Raising children is a joy, except when it’s absolutely maddening. And it may be more frustrating today than it’s ever been, said Katherine Reynolds Lewis, author of the new book: The good news about bad Behavior: Why kids are less disciplined than ever – and what to do about it. The Globe and Mail’s Dave McGinn spoke to Lewis about how to avoid yelling matches and the frustrations of trying to discipline kids.
According to cmp.com, kids are definitely worse now than they have been. It’s impossible to prove 100 percent why this is the case, but I think there is very compelling evidence.
There’s three factors that really align with the timing of the change in kids. The dramatic decline in play in children today compared with a generation or two ago. Kids are pretty much constantly supervised from the time they are born until they’re maybe 18 when they leave home, so they never learn to manage their own behavior. The second big factor is media and the growth of so much media that’s bombarding us with information and ideas about who we should be and what we should want.
Forty years ago kids figured out who they should be and what they should want, mostly by thinking about themselves. We’ve seen clinical research that this external focus is associated with anxiety and depression. The third big factor is just the decline in our communities and connection in our families. Maybe a generation ago a child would be in charge of a younger sibling, or they would have had a job of putting dinner on the table, and now their job is to get straight A’s and be a super star.
Why are chores linked to a kid’s happiness?
Household chores are one of the biggest links to happiness because when you do a chore you immediately see how your family benefits, or you benefit or your home is neater, and you get that immediate feedback and positive reinforcement.
Do you think parents are too controlling these days?
We have this impulse to make our kids do things as if that is our job. Actually, our job is to help them figure out how to control themselves. When we are controlling or critical it doesn’t teach our children anything. The more that children have independence, the less they fight with you, because they feel empowered.
Describe what you call the apprenticeship model of parenting?
The first and most important element is connection with the child. Without that connection, nothing can happen — no discipline, or learning or cooperation will happen. The second is communicating with the child about what is going on with what you’re willing to do and what they’re willing to do, and where you can compromise. The third is capability building, and I think that’s the one that parents are not as focused on. The more you and your child both can recognize and acknowledge the growth in their skills — maybe two months ago your kid was always leaving their backpack and having to run back in for it and now they’ve started to remember it – the more you can help your child recognize they are growing. Eventually that little person will become self-sufficient and independent.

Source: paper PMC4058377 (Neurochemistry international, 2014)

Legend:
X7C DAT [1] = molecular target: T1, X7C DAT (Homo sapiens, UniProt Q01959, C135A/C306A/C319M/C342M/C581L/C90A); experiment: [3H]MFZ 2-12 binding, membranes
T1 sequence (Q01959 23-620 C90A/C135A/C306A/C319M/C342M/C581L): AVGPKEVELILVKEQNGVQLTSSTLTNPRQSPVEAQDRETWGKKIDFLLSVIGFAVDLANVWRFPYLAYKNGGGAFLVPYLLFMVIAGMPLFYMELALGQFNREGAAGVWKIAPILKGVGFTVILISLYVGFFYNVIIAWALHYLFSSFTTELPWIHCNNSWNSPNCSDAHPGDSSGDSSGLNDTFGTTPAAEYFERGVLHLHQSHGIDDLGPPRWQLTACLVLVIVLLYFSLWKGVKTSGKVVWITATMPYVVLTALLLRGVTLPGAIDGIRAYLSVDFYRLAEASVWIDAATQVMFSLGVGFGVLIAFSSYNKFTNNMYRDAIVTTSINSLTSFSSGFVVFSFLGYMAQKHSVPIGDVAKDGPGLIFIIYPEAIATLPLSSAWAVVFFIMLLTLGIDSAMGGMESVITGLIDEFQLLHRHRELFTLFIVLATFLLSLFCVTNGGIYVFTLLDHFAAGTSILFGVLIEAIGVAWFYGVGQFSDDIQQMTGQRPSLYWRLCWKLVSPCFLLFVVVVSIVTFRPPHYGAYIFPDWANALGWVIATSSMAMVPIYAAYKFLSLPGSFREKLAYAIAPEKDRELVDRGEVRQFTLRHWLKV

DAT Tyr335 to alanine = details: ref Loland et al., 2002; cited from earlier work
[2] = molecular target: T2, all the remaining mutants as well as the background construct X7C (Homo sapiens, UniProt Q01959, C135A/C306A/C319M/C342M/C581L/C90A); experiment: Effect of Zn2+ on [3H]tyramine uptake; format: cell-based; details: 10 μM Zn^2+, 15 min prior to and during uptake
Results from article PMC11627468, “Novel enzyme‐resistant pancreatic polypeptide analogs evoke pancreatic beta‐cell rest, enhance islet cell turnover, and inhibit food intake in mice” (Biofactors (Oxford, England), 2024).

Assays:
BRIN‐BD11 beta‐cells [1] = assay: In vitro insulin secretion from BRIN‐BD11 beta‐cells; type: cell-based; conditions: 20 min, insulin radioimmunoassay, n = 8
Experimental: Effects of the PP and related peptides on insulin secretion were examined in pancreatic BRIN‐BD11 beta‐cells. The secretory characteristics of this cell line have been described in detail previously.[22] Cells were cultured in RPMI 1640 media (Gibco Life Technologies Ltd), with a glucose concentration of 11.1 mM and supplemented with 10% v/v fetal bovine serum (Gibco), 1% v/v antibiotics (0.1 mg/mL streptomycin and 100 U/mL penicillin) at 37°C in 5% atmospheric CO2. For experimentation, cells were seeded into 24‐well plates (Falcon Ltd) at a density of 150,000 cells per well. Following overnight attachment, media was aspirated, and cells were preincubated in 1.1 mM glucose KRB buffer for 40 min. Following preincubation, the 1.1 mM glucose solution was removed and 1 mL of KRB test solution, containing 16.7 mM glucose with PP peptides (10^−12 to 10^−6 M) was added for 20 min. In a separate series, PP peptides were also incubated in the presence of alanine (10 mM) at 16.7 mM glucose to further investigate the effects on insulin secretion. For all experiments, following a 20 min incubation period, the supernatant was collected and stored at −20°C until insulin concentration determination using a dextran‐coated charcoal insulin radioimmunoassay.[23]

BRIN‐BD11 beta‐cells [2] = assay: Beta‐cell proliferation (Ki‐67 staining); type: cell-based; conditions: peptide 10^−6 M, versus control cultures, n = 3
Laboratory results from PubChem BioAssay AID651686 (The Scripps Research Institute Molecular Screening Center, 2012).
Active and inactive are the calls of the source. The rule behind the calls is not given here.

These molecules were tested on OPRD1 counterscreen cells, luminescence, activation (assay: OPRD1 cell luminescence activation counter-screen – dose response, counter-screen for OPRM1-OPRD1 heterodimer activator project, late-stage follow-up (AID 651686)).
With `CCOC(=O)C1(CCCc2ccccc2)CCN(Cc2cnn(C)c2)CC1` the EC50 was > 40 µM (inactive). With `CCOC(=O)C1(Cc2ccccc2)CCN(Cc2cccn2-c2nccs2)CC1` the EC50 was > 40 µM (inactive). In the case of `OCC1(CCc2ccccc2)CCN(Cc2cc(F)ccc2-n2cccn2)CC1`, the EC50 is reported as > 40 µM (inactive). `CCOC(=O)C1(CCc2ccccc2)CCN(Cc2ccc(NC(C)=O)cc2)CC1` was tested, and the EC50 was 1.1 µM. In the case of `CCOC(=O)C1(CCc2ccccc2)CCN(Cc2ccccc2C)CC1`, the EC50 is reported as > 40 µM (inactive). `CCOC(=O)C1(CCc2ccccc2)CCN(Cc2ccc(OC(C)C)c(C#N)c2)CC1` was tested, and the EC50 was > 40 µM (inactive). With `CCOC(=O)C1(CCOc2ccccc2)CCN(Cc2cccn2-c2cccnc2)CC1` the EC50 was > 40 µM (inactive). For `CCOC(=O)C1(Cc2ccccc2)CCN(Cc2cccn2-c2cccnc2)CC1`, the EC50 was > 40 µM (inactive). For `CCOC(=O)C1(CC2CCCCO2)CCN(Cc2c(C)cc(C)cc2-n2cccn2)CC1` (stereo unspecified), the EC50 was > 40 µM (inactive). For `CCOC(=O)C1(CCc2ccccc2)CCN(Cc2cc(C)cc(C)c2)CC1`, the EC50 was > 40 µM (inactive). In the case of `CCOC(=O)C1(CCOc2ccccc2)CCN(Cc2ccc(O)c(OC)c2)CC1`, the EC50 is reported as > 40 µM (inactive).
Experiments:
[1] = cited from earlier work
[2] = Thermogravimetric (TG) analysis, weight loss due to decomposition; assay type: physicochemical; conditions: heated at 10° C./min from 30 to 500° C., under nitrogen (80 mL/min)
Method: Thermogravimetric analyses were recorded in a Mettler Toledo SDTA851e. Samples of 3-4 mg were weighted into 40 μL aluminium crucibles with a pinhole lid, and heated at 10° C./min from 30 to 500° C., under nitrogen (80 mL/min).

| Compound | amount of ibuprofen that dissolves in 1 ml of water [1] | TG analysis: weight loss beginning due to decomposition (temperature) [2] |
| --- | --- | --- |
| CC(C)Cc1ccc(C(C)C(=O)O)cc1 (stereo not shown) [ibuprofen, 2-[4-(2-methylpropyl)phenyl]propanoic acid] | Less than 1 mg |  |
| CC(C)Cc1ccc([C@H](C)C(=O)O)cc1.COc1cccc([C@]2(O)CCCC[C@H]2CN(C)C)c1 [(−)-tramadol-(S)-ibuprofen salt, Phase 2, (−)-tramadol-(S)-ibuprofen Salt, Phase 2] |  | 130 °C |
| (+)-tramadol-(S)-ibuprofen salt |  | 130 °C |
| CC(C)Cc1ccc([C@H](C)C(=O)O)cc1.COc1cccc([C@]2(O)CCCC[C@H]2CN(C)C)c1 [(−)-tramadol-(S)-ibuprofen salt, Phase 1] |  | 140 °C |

You say in the book that harsh verbal discipline is so counterproductive. Why is that?
The problem is that we as parents are the source of self-regulation for our children. They don’t yet have all of the ability to manage their executive function and to manage their emotions. So we, just by our presence, our physical touch and our own calm physiology, help them to self-regulate. If we’re calm, they will be, too. If we’re yelling, they’ll be agitated and in that fight or flight stage.
But we’re all going to yell at our kids once and a while, aren’t we?
None of us is perfect. When I yell at my kids in the heat of the moment I try as quickly as possible to say, “I’m really sorry, I lost my temper.” And if next time you can catch yourself before you yell and say out loud, “I feel that I am about to yell. I am going to go outside and just go around the block until I cool down,” that’s giving your child another strategy of how to calm down and how to help them manage their strong feelings.